One of the 20 farmers who were selected for South Carolina’s pilot hemp program is a Mount Pleasant attorney who became interested in hemp at a client’s request.
“I was retained by a client to attend a couple legislative sessions and make some presentations before one of the house subcommittees when they were looking at the medical marijuana bill,” Kevin Dean said. “There were a lot of mothers with young children there that had epilepsy and other seizure disorders and other medical –PTSD. And it was pretty heart-shocking, some of the stories that I heard.”
Dean saw the opportunity to grow hemp for products he said could help those patients need.
“It piqued my interest immediately,” he said.
Dean said his grandparents were tobacco farmers in Georgia, but he himself lacked practical agricultural experience. But he’s gotten a lot of help from the South Carolina Department of Agriculture and other hemp farmers participating in the pilot program.
“It certainly changes your routine,” he explained, noting he is still a full-time lawyer who spends his early mornings and weekends tending 19 acres in Williamsburg County and a test acre in Charleston County.
Dean said it is a learn-as-you-go process. This is the first year for the sanctioned hemp-growing program in South Carolina. The department is currently reviewing applications for the expansion of the program’s second year.
“For the most part, growers have been on their own to try to figure out what to do with the crop once it’s ready to be harvested,” he said.
“After dealing with multiple challenges this year with planting methods, plant varieties and type, funguses and diseases, too much rain causing wet beds, as well as two hurricanes, I am happy to report we have completed harvesting this week,” Dean said via email Friday. “We were affected by Hurricane Florence the most with approximately 30 percent crop loss due to blown over plants. We tried staking and it helped, but many were not salvageable with the added rain and being stressed by the elements.”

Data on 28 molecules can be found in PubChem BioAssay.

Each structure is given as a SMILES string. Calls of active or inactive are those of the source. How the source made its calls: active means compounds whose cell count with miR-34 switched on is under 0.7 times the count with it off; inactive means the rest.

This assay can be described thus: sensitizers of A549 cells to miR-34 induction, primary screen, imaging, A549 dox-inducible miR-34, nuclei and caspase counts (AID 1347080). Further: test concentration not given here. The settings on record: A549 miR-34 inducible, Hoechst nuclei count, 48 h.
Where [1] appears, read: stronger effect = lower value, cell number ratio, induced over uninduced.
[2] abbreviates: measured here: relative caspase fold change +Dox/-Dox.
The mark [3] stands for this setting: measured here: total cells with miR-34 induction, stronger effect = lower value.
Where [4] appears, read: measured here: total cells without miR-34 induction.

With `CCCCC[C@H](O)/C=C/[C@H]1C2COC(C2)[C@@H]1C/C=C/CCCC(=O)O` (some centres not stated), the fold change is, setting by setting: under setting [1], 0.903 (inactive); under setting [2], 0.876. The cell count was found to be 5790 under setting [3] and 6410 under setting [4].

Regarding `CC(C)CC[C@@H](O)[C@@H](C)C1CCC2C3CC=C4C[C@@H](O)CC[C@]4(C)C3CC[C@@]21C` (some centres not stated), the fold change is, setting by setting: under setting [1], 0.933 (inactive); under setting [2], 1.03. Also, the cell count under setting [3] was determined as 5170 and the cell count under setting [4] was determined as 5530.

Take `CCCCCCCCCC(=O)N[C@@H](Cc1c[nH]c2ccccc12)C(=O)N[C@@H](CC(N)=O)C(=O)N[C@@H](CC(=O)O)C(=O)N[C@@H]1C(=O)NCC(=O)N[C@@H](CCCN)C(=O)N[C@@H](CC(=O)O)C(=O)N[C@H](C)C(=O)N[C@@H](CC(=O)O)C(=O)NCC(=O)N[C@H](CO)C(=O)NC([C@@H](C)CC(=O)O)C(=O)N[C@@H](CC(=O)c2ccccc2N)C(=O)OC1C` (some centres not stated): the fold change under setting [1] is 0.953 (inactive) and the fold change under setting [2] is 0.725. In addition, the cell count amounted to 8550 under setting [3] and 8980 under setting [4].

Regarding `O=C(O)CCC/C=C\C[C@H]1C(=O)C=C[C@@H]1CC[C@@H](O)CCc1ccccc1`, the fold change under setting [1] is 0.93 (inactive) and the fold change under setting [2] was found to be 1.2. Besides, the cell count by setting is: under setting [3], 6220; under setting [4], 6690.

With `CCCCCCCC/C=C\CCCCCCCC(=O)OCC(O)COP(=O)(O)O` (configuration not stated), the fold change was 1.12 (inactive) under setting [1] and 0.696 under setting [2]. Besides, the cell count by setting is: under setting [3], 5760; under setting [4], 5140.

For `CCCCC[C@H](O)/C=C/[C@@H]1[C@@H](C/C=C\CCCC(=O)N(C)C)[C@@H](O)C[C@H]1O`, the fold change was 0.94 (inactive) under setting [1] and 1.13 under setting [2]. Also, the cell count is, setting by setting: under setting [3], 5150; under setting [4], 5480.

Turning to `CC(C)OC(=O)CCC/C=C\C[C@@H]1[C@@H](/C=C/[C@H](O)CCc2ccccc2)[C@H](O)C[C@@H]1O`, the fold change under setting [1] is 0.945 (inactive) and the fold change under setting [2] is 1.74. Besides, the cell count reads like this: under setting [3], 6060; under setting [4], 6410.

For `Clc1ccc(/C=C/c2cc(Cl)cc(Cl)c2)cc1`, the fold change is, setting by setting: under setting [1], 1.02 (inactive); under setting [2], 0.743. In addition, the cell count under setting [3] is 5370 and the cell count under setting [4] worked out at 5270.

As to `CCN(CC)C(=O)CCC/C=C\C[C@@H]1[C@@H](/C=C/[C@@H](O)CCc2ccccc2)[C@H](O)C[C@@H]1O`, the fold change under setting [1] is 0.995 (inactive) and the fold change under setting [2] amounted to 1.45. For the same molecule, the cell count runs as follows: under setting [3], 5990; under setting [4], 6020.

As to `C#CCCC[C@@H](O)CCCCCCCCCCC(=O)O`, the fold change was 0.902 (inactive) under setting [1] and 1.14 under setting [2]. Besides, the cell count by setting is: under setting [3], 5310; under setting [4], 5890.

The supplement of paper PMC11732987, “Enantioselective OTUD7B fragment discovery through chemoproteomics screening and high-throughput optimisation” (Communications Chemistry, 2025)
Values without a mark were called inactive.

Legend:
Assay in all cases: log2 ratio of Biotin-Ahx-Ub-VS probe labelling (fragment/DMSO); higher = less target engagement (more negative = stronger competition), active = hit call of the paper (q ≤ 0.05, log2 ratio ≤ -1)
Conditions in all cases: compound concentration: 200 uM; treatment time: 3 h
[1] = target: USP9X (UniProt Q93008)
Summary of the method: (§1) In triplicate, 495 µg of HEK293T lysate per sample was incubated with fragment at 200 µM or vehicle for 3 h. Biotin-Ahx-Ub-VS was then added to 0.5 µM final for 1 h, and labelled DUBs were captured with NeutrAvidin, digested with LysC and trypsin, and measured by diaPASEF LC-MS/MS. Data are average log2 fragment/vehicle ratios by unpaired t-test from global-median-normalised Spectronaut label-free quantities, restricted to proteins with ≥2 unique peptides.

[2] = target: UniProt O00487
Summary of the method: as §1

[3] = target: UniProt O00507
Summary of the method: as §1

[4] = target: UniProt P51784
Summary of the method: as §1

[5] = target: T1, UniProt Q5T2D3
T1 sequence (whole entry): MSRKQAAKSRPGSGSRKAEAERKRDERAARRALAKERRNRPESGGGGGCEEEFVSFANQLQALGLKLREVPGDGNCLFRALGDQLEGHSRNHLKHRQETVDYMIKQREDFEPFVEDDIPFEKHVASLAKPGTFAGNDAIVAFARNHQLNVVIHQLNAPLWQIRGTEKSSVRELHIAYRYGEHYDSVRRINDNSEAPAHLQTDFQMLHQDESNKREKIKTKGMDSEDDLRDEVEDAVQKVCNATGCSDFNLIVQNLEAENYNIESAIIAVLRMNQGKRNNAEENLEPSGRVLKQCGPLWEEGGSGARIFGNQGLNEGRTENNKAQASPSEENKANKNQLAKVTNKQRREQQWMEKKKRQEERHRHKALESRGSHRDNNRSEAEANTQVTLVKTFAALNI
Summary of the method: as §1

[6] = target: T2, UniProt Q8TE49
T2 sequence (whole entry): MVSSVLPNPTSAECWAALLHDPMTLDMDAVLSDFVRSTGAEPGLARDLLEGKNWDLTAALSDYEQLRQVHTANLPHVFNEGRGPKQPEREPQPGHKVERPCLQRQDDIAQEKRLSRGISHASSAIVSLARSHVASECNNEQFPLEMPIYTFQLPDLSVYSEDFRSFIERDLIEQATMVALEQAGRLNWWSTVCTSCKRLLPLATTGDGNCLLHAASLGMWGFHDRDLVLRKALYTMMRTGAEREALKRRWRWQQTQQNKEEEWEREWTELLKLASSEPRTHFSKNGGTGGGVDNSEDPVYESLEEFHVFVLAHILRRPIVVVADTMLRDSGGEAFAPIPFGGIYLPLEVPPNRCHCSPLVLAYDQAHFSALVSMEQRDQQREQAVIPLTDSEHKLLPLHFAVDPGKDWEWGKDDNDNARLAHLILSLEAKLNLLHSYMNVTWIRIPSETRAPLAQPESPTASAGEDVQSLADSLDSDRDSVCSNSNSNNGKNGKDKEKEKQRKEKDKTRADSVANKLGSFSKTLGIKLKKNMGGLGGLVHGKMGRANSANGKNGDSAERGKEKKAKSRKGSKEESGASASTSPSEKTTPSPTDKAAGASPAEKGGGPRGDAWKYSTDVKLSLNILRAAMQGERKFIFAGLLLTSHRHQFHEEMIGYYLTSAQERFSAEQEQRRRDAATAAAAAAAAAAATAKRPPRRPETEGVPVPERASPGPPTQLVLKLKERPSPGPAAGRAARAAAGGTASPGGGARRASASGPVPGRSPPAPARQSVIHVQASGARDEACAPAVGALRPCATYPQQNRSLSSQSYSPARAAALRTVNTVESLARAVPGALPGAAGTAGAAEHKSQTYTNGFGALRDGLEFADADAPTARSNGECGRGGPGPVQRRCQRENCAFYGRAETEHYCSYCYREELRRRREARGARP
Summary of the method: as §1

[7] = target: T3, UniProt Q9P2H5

Dean hopes to make CBD oil with his crop and he’s searching for a place to have it processed. He planted more than 16,000 plants. “Right now CBD is the only thing that’s a commodity that we can get our investment back with only 20 acres,” he said. “We can’t take that 20 acres and go into the fiber market. We’ll lose money.”
Because of difficulty in obtaining seed or clones to plant, Dean was able to produce seeds available to sell for 2019. He hopes the seeds will grow plants strong enough to weather hurricanes.
“Clones have been for us the best way to start and I think my company is hopefully going to start a seed company here in South Carolina next year just to avoid that issue for farmers in the future because transporting it across state lines, using the mail to transport it, there could be some legal troubles,” he said.
Dean said hemp might be a good crop for former tobacco farmers who have suffered from the market’s collapse as demand goes down for the crop.
“They have the experience. They have the machinery,” he said. “They have the knowledge and the equipment and I’m hopeful that we can do that for the rural communities in Williamsburg and Florence and Marion counties and other places across our state.”
Dean said the pilot’s 20 hemp farmers are working together to share information because they want the market to succeed in South Carolina. Particularly since those 20 are not guaranteed a second year. “It truly is an opportunity and we don’t want to fail,” he said. “We don’t want to have a single farmer fail because it would look bad on our state and we’ve got really big companies in BMW and Volvo and Boeing that are potential customers of ours with the fiber aspect of this crop.”
But he added it could take 30,000 acres to fulfill the large industrial hemp demands of South Carolina manufacturers
He also hopes the pilot program will change public perception about hemp.
“I hope that the public will become more informed about CBD and hemp product in our state and not get the negative connotation that people seem to always want to tie it back to marijuana. It’s not marijuana. You’re not going to get high with hemp. It’s a good product for our state.”